Lloyd’s of London has set aside more than £1 billion to cover insurance claims from the Ukraine war as the leading insurance market flagged a challenging year of natural disasters, high inflation and geopolitical challenges.
Lloyd’s revealed it had put aside £1.1 billion of reinsurance for customers impacted by the war, having previously warned investors that the Ukraine conflict will be a major claim on the group.
As a big insurer of cargo and aviation, it has been hit by planes being grounded and ships stranded as a result of the conflict – not long after suffering the impacts of the pandemic.
But it stressed that any claims would be manageable and not create solvency challenges for the group.
Half-year figures showed the marketplace swung to a loss in the first half of the year, posting a deficit of £1.8 billion against a £1.4 billion profit made during the same period last year.
Rising interest rates prompted an investment loss of more than £3 billion in the first half, which has dragged down its profits, but the market will begin to benefit from higher rates in 2023, Lloyd’s said.
Rising interest rates, while prompting an unrealised investment loss on paper at the half year, will be good news for insurers in the long term as returns on assets strengthen in 2023 and beyond
John Neal, Lloyd's of London's chief executive
Lloyd’s said has provided insurance for ships carrying food from Ukrainian Black Sea ports since July, helping to release millions of tons of grain trapped in the invaded country.
It has also played a role in imposing sanctions on Russia by working with governments and regulators around the world.
John Neal, Lloyd’s of London’s chief executive, said: “With political and economic uncertainty looming large over society, it’s more important than ever that insurers are ready to support.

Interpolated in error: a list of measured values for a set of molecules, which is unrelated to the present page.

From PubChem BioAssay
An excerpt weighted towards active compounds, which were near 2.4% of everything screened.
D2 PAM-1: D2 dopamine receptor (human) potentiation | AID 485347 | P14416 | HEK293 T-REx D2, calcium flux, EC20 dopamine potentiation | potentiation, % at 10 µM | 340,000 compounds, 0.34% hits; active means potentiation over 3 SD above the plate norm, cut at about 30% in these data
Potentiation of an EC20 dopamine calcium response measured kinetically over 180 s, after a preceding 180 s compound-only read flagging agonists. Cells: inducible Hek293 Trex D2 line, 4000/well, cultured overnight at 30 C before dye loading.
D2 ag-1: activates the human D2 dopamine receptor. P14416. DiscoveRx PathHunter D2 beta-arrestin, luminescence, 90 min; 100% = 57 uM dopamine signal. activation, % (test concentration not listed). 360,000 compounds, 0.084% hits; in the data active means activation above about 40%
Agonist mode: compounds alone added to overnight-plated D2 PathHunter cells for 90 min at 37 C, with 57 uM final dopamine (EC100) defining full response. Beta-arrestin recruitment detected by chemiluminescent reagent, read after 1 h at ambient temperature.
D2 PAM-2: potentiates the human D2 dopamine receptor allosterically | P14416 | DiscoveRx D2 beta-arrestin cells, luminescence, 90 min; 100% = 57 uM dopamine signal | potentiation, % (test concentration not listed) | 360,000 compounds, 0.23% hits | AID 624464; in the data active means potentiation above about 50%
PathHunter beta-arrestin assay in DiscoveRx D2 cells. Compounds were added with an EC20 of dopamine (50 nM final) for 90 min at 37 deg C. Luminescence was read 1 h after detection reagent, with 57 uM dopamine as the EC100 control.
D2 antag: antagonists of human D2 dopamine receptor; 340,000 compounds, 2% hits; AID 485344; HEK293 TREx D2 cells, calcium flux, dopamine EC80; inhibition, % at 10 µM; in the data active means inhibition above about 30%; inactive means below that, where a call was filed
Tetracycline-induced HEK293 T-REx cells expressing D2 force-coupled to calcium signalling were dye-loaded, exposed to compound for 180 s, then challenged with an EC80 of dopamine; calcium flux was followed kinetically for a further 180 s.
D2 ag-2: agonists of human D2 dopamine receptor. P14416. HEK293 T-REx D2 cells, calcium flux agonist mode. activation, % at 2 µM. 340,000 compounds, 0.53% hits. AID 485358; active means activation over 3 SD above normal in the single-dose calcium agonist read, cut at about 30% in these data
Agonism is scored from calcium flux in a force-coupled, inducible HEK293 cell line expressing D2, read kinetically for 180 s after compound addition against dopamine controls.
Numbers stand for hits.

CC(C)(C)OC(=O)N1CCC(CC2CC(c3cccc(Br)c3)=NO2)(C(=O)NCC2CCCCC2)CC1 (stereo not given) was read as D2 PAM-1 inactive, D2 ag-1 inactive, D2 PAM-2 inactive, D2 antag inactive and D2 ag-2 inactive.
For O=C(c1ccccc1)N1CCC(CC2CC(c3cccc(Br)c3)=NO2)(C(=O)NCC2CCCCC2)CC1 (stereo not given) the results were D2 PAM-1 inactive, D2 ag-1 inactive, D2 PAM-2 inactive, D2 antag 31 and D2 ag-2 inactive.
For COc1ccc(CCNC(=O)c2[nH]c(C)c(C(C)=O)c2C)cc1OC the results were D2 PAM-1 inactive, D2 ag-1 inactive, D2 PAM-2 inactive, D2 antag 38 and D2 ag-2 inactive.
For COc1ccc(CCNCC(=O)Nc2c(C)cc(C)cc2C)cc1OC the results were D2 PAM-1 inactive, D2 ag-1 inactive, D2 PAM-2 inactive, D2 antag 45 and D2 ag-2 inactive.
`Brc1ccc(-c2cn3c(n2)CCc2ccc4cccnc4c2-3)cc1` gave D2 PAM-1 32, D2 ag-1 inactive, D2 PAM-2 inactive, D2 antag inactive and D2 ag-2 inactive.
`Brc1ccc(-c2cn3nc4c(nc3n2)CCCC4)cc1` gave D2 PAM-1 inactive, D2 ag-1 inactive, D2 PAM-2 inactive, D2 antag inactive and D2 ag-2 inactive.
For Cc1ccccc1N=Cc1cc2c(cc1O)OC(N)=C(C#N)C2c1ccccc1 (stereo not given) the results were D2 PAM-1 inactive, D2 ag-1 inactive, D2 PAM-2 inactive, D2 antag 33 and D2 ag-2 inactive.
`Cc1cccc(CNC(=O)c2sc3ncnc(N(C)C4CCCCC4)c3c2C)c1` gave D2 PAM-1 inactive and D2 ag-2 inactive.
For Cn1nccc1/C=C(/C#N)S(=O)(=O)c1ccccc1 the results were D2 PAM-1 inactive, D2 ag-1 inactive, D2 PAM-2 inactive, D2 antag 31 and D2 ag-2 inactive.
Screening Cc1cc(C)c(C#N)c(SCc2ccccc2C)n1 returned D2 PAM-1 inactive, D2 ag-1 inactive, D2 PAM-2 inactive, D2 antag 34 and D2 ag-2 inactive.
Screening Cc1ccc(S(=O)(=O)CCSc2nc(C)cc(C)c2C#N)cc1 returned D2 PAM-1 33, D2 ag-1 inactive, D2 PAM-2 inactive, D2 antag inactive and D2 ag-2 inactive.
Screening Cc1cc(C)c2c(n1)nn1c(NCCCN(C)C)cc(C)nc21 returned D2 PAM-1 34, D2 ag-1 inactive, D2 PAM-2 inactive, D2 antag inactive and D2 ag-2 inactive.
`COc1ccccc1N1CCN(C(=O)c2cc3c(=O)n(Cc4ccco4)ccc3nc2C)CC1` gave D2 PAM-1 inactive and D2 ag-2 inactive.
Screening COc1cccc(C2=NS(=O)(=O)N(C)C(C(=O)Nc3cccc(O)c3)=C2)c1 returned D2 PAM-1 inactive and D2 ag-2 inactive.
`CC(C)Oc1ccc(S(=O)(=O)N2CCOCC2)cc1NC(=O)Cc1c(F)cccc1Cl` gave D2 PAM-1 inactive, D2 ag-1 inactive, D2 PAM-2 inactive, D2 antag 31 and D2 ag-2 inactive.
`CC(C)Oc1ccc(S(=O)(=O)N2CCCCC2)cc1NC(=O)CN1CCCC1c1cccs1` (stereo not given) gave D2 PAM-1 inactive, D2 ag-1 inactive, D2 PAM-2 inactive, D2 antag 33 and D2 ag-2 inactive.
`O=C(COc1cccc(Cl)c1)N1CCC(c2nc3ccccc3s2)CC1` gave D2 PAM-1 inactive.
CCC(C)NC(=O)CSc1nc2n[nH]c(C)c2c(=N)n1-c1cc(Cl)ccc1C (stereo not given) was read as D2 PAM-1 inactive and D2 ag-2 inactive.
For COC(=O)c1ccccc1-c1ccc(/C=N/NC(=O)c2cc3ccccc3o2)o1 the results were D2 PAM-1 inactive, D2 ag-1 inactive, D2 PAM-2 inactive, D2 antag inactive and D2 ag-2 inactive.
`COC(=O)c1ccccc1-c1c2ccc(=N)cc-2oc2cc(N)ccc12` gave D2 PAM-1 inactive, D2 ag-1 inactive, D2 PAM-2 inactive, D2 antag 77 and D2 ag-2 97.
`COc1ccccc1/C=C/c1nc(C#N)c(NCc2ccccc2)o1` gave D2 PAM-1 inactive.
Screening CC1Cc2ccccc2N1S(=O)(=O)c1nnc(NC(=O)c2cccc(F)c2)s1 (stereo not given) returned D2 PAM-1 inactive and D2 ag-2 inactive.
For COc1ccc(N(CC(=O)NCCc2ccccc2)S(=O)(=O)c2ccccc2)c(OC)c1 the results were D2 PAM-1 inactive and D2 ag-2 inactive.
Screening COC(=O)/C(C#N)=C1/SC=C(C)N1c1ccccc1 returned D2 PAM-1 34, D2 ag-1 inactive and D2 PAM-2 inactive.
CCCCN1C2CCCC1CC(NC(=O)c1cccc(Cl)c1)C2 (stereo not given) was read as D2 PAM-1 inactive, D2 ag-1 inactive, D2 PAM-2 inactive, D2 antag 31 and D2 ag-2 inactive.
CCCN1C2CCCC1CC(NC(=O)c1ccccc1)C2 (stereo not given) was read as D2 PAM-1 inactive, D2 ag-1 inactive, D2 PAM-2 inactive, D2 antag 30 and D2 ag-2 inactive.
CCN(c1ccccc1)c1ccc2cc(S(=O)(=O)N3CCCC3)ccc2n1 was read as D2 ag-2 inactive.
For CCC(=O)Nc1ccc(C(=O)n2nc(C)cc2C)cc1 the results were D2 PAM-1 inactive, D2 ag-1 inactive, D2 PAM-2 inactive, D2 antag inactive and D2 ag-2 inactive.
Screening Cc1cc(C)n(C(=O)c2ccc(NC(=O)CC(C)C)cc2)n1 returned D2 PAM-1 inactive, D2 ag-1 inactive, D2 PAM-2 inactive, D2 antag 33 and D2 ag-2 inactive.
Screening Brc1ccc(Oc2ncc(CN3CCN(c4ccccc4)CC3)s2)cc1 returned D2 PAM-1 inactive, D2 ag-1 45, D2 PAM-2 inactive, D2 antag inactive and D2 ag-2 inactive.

“Lloyd’s results today point to both the sustainable performance of our market and the resilience of our capital position, enabling us to continue supporting customers through whatever lies ahead.
“Rising interest rates, while prompting an unrealised investment loss on paper at the half year, will be good news for insurers in the long term as returns on assets strengthen in 2023 and beyond.
“Meanwhile, with the conflict in Ukraine continuing to inflict devastating consequences, we’ve taken proactive steps to protect our customers from the fallout while ensuring we can support them – and continue driving sustainable performance – through the uncertain times ahead.”
The company said its underwriting profits had improved this year, hitting £1.2 billion compared with £960 million in the first six months of 2021.
It comes after the group announced on Wednesday that all its staff earning less than £75,000 would be granted a one-off £2,500 cost-of-living payment.
Lloyd’s said the bonus would help staff during challenging times and when energy and food prices are rising rapidly.